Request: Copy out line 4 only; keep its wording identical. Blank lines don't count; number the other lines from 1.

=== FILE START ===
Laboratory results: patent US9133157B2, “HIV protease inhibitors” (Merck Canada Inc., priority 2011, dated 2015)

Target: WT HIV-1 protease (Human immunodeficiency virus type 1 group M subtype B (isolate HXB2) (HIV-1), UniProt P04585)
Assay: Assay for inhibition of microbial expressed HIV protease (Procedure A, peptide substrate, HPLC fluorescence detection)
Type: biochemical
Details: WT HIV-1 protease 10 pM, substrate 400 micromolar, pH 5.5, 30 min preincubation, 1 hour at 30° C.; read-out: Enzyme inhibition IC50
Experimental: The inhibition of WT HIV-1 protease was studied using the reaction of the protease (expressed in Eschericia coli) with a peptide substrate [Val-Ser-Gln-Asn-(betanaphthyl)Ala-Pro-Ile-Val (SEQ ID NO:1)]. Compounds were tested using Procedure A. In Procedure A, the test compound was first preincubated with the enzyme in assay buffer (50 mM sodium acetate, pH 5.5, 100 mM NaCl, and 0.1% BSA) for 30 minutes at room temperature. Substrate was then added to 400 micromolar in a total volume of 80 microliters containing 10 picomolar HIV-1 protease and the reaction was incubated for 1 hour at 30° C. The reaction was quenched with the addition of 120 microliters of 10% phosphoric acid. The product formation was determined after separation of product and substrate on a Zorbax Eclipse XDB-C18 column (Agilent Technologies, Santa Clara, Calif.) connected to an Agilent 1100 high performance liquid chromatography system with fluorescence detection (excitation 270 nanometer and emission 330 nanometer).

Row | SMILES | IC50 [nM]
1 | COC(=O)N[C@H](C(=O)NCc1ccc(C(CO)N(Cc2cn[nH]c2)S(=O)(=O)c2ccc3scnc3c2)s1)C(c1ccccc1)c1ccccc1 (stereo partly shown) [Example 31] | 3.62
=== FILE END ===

Type: biochemical